As the fatty acid glyceride that is used in the present invention, there can be mentioned, for example, monoglycerides, diglycerides and triglycerides of vegetable fatty acids (usually, mixtures of fatty acids having the carbon atom number of 10 to 18) obtained from coconut oil, olive oil and the like, and mixtures of these glycerides. These glycerides should have a melting point higher than 37° C., and it is preferred that the melting point be not higher than 42° C. For example, a mixture of Witepsol® H15 (manufactured by Dynamic Nobel Chemicals Co. Ltd.) or Suppocire® AM (manufactured by Gattefosse Co., Ltd.) obtained from coconut oil and having a melting point of 34.6° C. and Witepsol® E85 or Suppocire® DM having a melting point of 42° C. may be used. The fatty acid glyceride is used in an amount of 10 to 95% by weight, preferably 40 to 80% by weight, based on the total pharmaceutical vehicle.
As the water-soluble, low viscous and non-irritating organic substance, there can be used, for example, amino acids, saccharides and low viscous, water-soluble polymeric substances. As the amino acid, there can be mentioned, for example, alanine, glycine, phenylalanine, leucine, isoleucine, valine, lysine, proline and serine. As the saccharide, there can be mentioned, for example, glucose, maltose, mannitol, fructose, galactose, lactose, dextrose, xylitol, sorbitol, mannose and sucrose. As the viscous, water-soluble polymeric substance, there can be mentioned, for example, polymeric substances derived from natural products, such as dextrin, dextran, xylan, carragheenin, mannan, an alginic acid ester or propylene glycol, soluble starch, gum arabic, tragacanth gum, α-cyclodextrin, β-cyclodextrin, galactan and inulin. These substances are used for facilitating elution of the effective ingredient from the pharmaceutical vehicle. The water solubility of these substances is at least 5%, preferably 10 to 30%, and the viscosity is lower than 300 cps as measured with respect to a 2% aqueous solution. The particle size of these substances is smaller than 28 mesh (Tyler standard), preferably smaller than 200 mesh. These substances may be used singly or in the form of a mixture of two or more of them. These substances are used in an amount of 5 to 80% by weight, preferably 10 to 50% by weight, based on the total pharmaceutical vehicle.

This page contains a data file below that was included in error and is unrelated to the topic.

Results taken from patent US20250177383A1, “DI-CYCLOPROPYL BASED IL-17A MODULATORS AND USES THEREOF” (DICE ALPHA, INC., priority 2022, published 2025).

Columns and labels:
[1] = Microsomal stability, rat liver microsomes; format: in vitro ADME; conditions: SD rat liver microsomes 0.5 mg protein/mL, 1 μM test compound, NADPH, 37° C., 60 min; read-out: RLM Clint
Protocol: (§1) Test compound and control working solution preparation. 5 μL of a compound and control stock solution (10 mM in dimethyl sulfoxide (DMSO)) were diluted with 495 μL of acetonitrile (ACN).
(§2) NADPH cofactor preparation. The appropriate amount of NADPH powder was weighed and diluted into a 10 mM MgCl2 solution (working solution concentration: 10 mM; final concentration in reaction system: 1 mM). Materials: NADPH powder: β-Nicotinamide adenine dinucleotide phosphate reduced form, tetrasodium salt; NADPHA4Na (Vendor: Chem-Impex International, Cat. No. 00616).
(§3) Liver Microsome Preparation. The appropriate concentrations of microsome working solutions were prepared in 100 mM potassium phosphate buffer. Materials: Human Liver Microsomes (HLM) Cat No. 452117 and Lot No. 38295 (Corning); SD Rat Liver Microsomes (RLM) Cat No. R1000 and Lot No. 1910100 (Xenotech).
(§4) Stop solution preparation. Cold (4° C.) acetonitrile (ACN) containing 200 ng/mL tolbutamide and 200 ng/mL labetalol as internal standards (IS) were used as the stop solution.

As the organic polymeric substance capable of being swollen on contact with water, there can be mentioned, for example, carboxyvinyl polymers such as Carbopol® (manufactured by B. F. Goodrich Chemical Co., Ltd) and polyacrylic acid, metal salts thereof, such as sodium and calcium salts, polyethylene oxide, gelatin, chondroitin sulfate, amylose, microcrystalline cellulose, carboxymethyl cellulose, metal salts thereof such as sodium and calcium salts, methyl cellulose and hydroxypropylmethyl cellulose. Sodium polyacrylate is most preferred because it has a highest swelling capacity. These organic polymeric substances should have a particle size of smaller than 28 mesh (Tyler standard), preferably smaller than 200 mesh. These organic polymeric substances may be used singly or in the form of a mixture of two or more of them. If the ratio of a polymeric substance having a high water solubility, such as sodium (polyacrylate), is too high, release of the effective ingredient is remarkably retarded because of a high viscosity thereof. If the ratio of a polymeric substance low in the water solubility, such as microcrystalline cellulose, is increased, the disintegration speed of the vehicle becomes too high and the gradually releasing characteristic is lost.